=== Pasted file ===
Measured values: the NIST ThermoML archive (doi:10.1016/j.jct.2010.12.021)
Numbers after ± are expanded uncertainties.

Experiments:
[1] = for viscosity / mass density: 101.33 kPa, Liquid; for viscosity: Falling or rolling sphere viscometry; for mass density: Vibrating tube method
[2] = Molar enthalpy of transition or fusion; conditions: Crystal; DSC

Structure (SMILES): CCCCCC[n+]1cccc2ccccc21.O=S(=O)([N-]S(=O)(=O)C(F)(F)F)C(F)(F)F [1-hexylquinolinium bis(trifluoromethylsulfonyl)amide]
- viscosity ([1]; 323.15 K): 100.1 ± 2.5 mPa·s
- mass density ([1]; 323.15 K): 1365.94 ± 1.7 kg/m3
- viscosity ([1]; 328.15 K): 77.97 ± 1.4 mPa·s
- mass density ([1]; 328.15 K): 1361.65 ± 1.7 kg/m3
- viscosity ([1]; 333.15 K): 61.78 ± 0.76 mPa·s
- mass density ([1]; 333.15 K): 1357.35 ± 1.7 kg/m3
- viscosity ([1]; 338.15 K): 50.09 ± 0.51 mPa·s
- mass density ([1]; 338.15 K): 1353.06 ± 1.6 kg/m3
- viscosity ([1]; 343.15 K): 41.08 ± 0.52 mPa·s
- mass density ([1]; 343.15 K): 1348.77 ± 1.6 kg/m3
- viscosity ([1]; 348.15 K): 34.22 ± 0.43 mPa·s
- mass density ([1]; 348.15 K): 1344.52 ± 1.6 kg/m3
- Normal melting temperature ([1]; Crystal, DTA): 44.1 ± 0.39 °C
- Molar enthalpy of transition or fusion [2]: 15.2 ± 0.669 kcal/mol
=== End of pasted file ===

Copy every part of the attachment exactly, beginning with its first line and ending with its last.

Measured values: the NIST ThermoML archive (doi:10.1016/j.jct.2010.12.021)
Numbers after ± are expanded uncertainties.

Experiments:
[1] = for viscosity / mass density: 101.33 kPa, Liquid; for viscosity: Falling or rolling sphere viscometry; for mass density: Vibrating tube method
[2] = Molar enthalpy of transition or fusion; conditions: Crystal; DSC

Structure (SMILES): CCCCCC[n+]1cccc2ccccc21.O=S(=O)([N-]S(=O)(=O)C(F)(F)F)C(F)(F)F [1-hexylquinolinium bis(trifluoromethylsulfonyl)amide]
- viscosity ([1]; 323.15 K): 100.1 ± 2.5 mPa·s
- mass density ([1]; 323.15 K): 1365.94 ± 1.7 kg/m3
- viscosity ([1]; 328.15 K): 77.97 ± 1.4 mPa·s
- mass density ([1]; 328.15 K): 1361.65 ± 1.7 kg/m3
- viscosity ([1]; 333.15 K): 61.78 ± 0.76 mPa·s
- mass density ([1]; 333.15 K): 1357.35 ± 1.7 kg/m3
- viscosity ([1]; 338.15 K): 50.09 ± 0.51 mPa·s
- mass density ([1]; 338.15 K): 1353.06 ± 1.6 kg/m3
- viscosity ([1]; 343.15 K): 41.08 ± 0.52 mPa·s
- mass density ([1]; 343.15 K): 1348.77 ± 1.6 kg/m3
- viscosity ([1]; 348.15 K): 34.22 ± 0.43 mPa·s
- mass density ([1]; 348.15 K): 1344.52 ± 1.6 kg/m3
- Normal melting temperature ([1]; Crystal, DTA): 44.1 ± 0.39 °C
- Molar enthalpy of transition or fusion [2]: 15.2 ± 0.669 kcal/mol